by Frank Pauc
This first appeared in Frank’s blog on July 4, 2018, as “We Don’t Own a Flag.” It is republished here with the author’s permission
I walked our daughter’s border collie down our street early this morning. Every house on the road was displaying an American flag. Every house except for our own. We never fly a flag. We don’t even own a flag.
This might prompt the question: “Why?”
The main reason for us not flying Old Glory is pure contrariness on my part. When everybody else is all pumped up with patriotic fervor, I feel the need to dissent. I usually take the opposing viewpoint in any situation.
I suppose that having a German national for a wife makes us less interested in flag-waving. The Germans generally don’t wave flags with much enthusiasm. That sort of thing went out of style for them back in 1945.
Another reason is the fact that the American flag means nothing to me. I feel no animosity for it. I would never burn one. On the other hand, I have no devotion to it either. For most people, the flag is a highly charged emotional symbol. To me, it’s a piece of cloth. It’s kind of pretty, but then most flags are.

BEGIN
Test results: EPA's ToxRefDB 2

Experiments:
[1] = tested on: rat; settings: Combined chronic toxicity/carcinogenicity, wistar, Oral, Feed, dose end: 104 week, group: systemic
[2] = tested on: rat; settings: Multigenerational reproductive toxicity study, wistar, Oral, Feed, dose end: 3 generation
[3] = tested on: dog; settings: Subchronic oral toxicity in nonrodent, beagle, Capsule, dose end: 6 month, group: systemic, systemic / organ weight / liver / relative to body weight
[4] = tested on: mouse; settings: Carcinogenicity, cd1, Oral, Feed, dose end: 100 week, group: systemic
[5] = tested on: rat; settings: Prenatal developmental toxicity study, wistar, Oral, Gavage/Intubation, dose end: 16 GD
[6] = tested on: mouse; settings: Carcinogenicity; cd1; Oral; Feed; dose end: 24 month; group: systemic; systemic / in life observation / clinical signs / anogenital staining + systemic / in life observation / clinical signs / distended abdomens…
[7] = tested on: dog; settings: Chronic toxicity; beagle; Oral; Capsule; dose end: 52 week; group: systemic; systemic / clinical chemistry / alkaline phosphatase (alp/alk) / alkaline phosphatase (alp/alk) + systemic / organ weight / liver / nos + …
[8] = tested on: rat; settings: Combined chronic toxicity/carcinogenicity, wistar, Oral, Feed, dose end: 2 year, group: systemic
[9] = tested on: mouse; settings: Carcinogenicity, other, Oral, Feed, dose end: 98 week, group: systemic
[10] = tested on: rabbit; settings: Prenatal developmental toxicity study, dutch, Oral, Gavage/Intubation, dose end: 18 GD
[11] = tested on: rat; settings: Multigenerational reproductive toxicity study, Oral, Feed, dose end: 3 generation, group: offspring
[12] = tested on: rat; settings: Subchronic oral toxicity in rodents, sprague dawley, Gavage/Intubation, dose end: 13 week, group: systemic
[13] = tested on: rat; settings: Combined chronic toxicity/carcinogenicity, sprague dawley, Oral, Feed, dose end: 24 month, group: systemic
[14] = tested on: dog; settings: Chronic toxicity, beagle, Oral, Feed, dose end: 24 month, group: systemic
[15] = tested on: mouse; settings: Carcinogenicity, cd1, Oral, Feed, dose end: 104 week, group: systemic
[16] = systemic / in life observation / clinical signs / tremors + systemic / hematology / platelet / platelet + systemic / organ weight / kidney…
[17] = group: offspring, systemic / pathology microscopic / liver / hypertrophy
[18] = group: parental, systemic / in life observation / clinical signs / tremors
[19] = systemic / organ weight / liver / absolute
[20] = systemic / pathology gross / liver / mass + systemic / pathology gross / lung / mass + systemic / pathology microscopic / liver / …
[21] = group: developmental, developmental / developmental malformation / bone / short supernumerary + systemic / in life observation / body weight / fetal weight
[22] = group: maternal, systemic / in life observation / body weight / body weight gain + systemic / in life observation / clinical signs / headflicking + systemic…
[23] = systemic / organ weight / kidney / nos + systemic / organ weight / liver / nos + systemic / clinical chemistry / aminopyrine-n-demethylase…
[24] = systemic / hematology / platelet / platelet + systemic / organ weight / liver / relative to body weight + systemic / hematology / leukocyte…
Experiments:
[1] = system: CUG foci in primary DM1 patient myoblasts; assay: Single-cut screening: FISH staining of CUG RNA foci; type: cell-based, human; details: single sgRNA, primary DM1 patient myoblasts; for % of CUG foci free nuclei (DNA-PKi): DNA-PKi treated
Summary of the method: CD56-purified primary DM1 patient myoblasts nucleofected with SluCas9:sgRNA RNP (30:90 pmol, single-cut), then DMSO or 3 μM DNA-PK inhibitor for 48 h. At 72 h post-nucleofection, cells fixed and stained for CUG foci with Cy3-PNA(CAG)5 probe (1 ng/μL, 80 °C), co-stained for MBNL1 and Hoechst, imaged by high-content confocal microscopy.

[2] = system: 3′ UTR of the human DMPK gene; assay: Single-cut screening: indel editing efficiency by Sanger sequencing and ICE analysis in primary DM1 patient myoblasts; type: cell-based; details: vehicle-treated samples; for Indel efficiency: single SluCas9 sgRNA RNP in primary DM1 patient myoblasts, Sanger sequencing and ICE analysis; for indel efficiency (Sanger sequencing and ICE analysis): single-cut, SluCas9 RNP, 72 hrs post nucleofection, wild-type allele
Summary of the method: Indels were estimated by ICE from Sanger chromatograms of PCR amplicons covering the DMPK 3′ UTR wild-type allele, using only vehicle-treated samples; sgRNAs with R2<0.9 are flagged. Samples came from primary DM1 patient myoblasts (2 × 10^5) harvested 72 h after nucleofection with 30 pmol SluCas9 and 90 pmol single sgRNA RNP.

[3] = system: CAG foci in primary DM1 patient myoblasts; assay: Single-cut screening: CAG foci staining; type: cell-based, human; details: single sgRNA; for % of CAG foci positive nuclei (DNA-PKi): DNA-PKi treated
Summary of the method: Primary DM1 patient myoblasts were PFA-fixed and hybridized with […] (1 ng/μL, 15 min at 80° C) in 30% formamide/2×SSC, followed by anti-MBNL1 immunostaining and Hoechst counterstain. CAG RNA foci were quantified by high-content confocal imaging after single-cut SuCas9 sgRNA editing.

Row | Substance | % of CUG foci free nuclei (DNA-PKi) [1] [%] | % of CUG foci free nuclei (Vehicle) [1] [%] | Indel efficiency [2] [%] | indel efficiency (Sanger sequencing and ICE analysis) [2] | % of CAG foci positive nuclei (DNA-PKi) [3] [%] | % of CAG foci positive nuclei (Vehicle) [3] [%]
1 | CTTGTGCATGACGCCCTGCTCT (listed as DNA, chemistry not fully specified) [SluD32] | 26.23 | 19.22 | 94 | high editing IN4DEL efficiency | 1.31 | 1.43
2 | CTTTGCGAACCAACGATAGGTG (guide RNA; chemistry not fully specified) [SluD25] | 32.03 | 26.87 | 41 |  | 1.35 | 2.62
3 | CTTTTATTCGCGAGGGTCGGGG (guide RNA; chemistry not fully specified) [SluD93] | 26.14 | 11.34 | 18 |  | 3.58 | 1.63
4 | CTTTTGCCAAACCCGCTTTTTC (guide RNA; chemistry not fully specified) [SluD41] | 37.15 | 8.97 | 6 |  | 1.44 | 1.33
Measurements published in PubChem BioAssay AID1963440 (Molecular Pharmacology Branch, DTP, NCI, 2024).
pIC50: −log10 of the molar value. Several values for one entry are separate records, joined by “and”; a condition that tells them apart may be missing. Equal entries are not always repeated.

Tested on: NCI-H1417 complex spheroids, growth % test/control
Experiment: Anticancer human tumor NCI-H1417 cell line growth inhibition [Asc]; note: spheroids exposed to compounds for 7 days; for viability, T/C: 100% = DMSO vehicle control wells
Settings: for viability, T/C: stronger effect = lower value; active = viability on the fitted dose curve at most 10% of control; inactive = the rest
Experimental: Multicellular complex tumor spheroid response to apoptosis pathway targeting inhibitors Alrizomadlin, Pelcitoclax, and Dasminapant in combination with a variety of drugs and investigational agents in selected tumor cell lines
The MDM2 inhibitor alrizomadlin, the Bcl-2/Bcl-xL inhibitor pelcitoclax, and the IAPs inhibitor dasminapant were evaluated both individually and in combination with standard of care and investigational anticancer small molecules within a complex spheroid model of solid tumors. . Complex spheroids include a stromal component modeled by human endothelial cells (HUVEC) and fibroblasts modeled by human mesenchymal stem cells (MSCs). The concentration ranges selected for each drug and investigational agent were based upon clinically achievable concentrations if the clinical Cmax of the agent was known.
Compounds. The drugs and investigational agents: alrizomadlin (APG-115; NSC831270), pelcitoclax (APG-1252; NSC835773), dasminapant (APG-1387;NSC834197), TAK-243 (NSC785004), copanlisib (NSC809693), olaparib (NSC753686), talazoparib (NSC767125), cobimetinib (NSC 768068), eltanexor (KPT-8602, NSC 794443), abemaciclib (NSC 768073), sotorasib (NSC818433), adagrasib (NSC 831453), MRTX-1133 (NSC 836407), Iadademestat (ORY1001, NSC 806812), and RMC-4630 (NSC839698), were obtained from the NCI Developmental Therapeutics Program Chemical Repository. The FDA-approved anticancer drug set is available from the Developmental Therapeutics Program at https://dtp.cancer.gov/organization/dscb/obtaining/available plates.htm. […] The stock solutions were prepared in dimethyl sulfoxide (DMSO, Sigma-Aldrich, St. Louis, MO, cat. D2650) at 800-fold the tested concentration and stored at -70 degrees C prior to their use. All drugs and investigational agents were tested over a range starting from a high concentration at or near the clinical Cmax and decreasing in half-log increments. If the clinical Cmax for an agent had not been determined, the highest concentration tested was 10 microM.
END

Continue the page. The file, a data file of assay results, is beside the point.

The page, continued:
I have a Catholic Worker friend, Brian Terrell. He once made the comment to me that national flags are gang symbols. There is some truth to that. A flag represents a specific tribe. Flags often make me think of the novel “Lord of the Flies”. Or maybe the lyrics from the Peter Gabriel song “Games Without Frontiers”:
“Andre has a red flag, Chiang Ching’s is blue
They all have hills to fly them on except for Lin Tai Yu
Dressing up in costumes, playing silly games
Hiding out in tree-tops shouting out rude names.”
It all feels so profoundly juvenile.
It’s kind of strange. I graduated from West Point and served as an Army officer for six years after that. Our oldest son fought in Iraq. By rights, I should be the guy with the biggest and bestest flag on the block. I’m the guy who should be nearly bursting with pride on Independence Day.
But I’m not.